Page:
On the Amiens campus, a pedagogical project invites a group of 3rd year students in energy engineering and digital systems to design a video game to help pre-engineering students.
In the family of original educational initiatives, I ask for the Towering Inferno! With the help of the Direction de l'innovation pédagogique, Marjorie Russo, teacher-researcher at UniLaSalle Amiens, supervised this serious game project carried out by four student-engineers from the Amiens campus.
The objective of the project is simple: to design a game with an educational purpose to allow pre-engineering students who are not familiar with the C language, which is the basis of algorithmic and computer programming, to progress through a playful experience.
What makes it special? This video game was entirely designed and developed by four 3rd year engineering students in Energy and Digital Systems Engineering, Damien Lam, Nathaniel Handalena, Mohamed Smail and Nanwasse Silue.
Under the guidance of Marjorie Russo, a teacher-researcher in computer science at UniLaSalle Amiens, our four students spent the 75 hours devoted to this project imagining the scenario, the characters and the dialogues and then developing the game itself.
"Offering a different pedagogical approach, based on games, helps to remove the blocks that some students have".
The player is propelled into a virtual world, at the foot of a 6-story "infernal" tower where each level corresponds to a chapter of the course. His goal? Reach the top of the tower and solve the final enigma to free himself from the virtual world and join the classrooms of the Amiens campus. To do this, he must answer questions, put a code in order, and other tests concocted by the students who developed the game. If the player fails, he or she is offered an easier riddle with a reminder of the course.
"Offering a different teaching approach, based on games, helps to overcome the obstacles faced by some students," says Marjorie Russo, who supervises the module. "The engineering students who designed the game had also taken the algorithms and programming course during their pre-engineering cycle, which enabled them to identify the notions that had caused them problems right away and to orient the content of the game to overcome these difficulties.
"We wanted to create our own fictional world to remove as many restrictions as possible," explains Nathaniel Handalena, one of the four students who designed the game. A choice that required inventing a design and imagining a scenario according to the rules of writing novels: initial situation / disturbing element / adventures / denouement / conclusion. "After testing several methods and software to model our world, we opted for Minecraft and its sandbox to build our tower, and added some animations using Photoshop and VTS Editor" [editor of serious game available to our students].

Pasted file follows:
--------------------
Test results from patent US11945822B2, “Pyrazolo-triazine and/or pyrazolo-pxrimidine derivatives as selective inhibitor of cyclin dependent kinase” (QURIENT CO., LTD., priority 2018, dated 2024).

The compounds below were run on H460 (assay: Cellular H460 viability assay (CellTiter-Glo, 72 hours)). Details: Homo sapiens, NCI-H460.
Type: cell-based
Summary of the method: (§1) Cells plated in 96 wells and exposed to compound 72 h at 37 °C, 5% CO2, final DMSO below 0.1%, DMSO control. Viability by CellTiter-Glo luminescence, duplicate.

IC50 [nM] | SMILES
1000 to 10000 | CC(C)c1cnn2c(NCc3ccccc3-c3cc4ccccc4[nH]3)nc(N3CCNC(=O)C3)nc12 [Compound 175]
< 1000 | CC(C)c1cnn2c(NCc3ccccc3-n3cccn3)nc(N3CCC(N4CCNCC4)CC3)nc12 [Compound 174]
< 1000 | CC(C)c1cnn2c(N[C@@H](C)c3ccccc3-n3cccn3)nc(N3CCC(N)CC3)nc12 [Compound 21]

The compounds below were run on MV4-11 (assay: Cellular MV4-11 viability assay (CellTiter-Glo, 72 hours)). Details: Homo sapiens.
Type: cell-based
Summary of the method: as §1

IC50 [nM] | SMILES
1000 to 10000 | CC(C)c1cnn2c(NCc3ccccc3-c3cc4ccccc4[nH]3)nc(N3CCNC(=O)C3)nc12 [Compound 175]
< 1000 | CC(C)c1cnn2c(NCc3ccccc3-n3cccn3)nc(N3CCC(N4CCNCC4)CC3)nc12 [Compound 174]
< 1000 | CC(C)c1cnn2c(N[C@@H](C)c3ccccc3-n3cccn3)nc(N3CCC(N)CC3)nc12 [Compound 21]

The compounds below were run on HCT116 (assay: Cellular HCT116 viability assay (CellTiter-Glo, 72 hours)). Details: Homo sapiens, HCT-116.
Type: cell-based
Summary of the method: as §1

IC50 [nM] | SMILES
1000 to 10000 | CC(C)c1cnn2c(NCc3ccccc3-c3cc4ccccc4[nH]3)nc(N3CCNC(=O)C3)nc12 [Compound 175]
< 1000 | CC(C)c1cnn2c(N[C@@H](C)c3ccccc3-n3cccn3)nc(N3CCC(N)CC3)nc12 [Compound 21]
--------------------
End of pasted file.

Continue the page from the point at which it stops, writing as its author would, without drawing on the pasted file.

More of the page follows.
"We had our first experience with "Blue Print" programming, which was very enriching for the developer I want to become".
"We wanted an interactive and intuitive story that makes the student want to practice in a fun way," adds Damien Lam, also a member of the design team. "While having fun, they discover the history of the "game" and acquire an understanding of the programming language. Being, like the first-year students, a generation that grew up with the Internet, we were inspired by its culture. To capture the attention of the players, we thought it would be interesting to orient our scenario towards this domain," explains Damien, who admits that the team took advantage of the opportunity to slip in a few little "secrets" referring to this Internet culture.
The exercise allowed our four engineering students to fully mobilize their knowledge of C language, but not only. "I think I gained in technical skills, but also in relational skills" confirms Damien. Organization over a long period of time, teamwork, internal communication but also determination, originality, motivation and ingenuity were indeed key elements in the success of this project. "We had our first experience with "Blue Print" programming, which was very enriching for the developer I want to become," says Nathaniel, who also emphasizes that he understood the difference between understanding and mastering. "To explain the C language through metaphor, you must first master it well, so we reinforced our skills in this area.
"A fun way to retain important C language concepts."
If the students who are the most experienced in the C language find the game rather easy, they all agree that the game format is a good solution to stimulate motivation to revise and to facilitate the understanding and memorization of the basics.
"I didn't understand the tables very well, and by playing the game, I was able to overcome this problem," says Baptiste, a first-year engineering student, who finds the Towering Inferno "a great, well-thought-out way to learn in a fun way, which can be very motivating and helpful.
An impression shared by Alexia, in the same class. "The game allows us to better understand the functioning of the different elements of the C language thanks to the different examples. In addition, the technical memos given in the game also make it easier to remember in the long run or in case of doubt how to use each function."
Accessible, complete questions that go back to all the important elements of the course. For Amine, "the game can provide a motivating challenge, because you want to pass each test on the first try. In short, "it's a fun way to remember the important concepts of the C language."